Acknowledgements
We acknowledge support by the Ramón y Cajal Program ref. RYC-2005-000549, financed by the Spanish Ministry of Science. J.S. wants to thank Aitor Ibarra for his aid in the treatment of XMM data. This research has also made use of NASA's Astrophysics Data System Abstract Service and the SIMBAD Database, operated at CDS, Strasbourg (France).

References

Online Material

Table 2:   XMM/RGS line fluxes of AR Psca.

Table 3:   Chandra/LETG line fluxes of AY Ceta.


Footnotes

... Ceti[*]
Tables 2 and 3 are only available in electronic form at http://www.aanda.org
...(Audard et al. 2004)[*]
Although the authors claim that coronal iron is depleted in YY Men, the values in the corona and photosphere of the star are actually consistent, once reasonable uncertainties of 0.2 dex are considered for the photospheric iron, calculated from a low-resolution spectrum by Randich et al. (1993).
... IRAF[*]
IRAF (Image Reduction and Analysis Facility) is distributed by National Optical Astronomy Observatories, operated by the Association of Universities for Research in Astronomy, Inc., under cooperative agreement with the National Science Foundation.
... measured[*]
We then measured fluxes for interstellar medium absorption (ISM), using $\log N_{\rm
H}=18.8$ (AY Cet) and $\log N_{\rm H}=18.3$ (AR Psc), although it is only important in a few lines.

All Tables

Table 1:   Fractionation effects in other stars with known photospheric and coronal abundances.

Table 4:   Emission measure distribution of the target stars.

Table 5:   Coronal and photospheric abundances of the elements ([X/H], solar units) in the target stars.

Table 2:   XMM/RGS line fluxes of AR Psca.

Table 3:   Chandra/LETG line fluxes of AY Ceta.

All Figures

  \begin{figure}
\par\mbox{\includegraphics[angle=90,width=8cm]{12069f1a.ps} \includegraphics[angle=90,width=8cm]{12069f1b.ps} }
\end{figure} Figure 1:

Light curves of AR Psc (using all EPIC detectors) and AY Cet (using order +1 and -1 of LETGS) in X-rays. Upper axis indicate the orbital phase, assuming that secondary star is located behind the primary star at phase 0.

Open with DEXTER
In the text

  \begin{figure}
\par\includegraphics[angle=270,width=18cm]{12069f2a.ps}\par\hspace{5mm}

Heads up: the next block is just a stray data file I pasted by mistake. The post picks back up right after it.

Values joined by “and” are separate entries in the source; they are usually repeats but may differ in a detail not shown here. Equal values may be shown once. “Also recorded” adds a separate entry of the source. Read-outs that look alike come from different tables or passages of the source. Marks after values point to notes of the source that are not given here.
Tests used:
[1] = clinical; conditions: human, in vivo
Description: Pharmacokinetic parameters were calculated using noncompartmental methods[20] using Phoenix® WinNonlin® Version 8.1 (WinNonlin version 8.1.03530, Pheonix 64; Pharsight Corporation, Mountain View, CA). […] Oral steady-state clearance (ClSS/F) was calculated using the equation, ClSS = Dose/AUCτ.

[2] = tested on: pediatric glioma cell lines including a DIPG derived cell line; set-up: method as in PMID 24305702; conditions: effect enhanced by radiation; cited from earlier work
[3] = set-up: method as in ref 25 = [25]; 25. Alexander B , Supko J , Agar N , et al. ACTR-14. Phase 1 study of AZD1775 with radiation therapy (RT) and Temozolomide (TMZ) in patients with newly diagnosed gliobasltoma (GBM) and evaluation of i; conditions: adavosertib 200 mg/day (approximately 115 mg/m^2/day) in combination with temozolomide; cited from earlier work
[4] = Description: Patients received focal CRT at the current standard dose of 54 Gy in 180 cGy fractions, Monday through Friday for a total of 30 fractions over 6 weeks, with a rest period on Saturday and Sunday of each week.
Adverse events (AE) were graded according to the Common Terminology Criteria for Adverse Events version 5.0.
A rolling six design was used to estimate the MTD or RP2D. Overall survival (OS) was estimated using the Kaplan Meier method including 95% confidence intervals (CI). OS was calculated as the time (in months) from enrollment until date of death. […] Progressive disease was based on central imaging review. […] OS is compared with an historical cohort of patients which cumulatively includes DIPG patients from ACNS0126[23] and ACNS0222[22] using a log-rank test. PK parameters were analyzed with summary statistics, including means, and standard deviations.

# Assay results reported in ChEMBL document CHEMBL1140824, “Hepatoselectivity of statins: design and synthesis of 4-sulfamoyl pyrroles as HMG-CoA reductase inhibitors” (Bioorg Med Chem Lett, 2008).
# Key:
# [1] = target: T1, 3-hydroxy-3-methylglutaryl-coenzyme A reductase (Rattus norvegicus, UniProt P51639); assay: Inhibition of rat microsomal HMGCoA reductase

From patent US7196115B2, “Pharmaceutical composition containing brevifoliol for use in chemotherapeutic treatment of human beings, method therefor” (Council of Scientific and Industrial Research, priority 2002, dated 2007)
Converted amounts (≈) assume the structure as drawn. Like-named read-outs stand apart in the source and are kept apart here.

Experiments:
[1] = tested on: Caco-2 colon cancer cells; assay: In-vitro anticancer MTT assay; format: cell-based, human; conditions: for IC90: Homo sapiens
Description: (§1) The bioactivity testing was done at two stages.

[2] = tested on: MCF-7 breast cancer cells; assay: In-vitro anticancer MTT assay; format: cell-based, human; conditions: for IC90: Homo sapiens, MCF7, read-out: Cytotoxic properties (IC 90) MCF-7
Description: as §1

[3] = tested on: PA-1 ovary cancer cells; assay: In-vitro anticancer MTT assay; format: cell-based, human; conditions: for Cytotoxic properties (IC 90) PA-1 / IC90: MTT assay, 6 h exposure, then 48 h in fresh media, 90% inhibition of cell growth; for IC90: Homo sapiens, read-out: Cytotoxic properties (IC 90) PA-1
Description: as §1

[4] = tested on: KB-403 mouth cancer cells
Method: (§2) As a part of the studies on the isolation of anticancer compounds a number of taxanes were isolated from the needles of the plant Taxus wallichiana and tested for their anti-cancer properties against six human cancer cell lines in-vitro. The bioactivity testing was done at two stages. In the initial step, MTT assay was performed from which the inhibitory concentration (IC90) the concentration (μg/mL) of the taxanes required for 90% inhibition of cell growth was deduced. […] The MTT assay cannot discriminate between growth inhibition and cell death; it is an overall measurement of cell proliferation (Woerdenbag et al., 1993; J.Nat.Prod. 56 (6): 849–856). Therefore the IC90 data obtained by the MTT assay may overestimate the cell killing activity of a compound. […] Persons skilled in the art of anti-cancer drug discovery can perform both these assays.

\par\includegraphics[angle=270,width=18cm]{12069f2b.ps}
\end{figure} Figure 2:

AR Psc and AY Cet X-ray spectra. The dashed line represents the continuum predicted by the EMD.

Open with DEXTER
In the text

  \begin{figure}
\par\includegraphics[width=8.8cm]{12069f3.ps}
\end{figure} Figure 3:

AR Psc and AY Cet optical spectra.

Open with DEXTER
In the text

  \begin{figure}
\par\mbox{\includegraphics[width=8.8cm]{12069f4a.eps} \includegraphics[width=8.8cm]{12069f4b.eps} }
\end{figure} Figure 4:

Emission measure distribution (EMD) of AR Psc and AY Cet. Thin lines represent the relative contribution function for each ion (the emissivity function multiplied by the EMD at each point). Small numbers indicate the ionization stages of the species. Also plotted are the observed-to-predicted line flux ratios for the ion stages in the upper figure. The dotted lines denote a factor of 2.

Open with DEXTER
In the text

  \begin{figure}
\par\includegraphics[width=7.6cm,clip]{12069f5a.eps}
\includegraphics[width=7.6cm,clip]{12069f5b.eps}
\end{figure} Figure 5:

Coronal abundances of AR Psc and AY Cet, in increasing order of FIP. Filled circles are coronal values and open circles represent photospheric values. A dashed line indicates the adopted solar photospheric abundance (Asplund et al. 2005).

Open with DEXTER
In the text

  \begin{figure}
\par\includegraphics[width=7.6cm,clip]{12069f6a.eps}
\includegraphics[width=7.6cm,clip]{12069f6b.eps}
\end{figure} Figure 6:

Photospheric abundances of AR Psc and AY Cet. A dashed line indicates the adopted solar photospheric abundance (Asplund et al. 2005).

Open with DEXTER
In the text

  \begin{figure}
\par\mbox{\includegraphics[width=8.5cm]{12069f7a.eps} \includegraphics[width=8.5cm]{12069f7b.eps} }
\end{figure} Figure 7:

Same as in Fig. 5, but for $\lambda $ And and V851 Cen. Results from Sanz-Forcada et al. (2004), adapted to the solar reference values of Asplund et al. (2005).

Open with DEXTER
In the text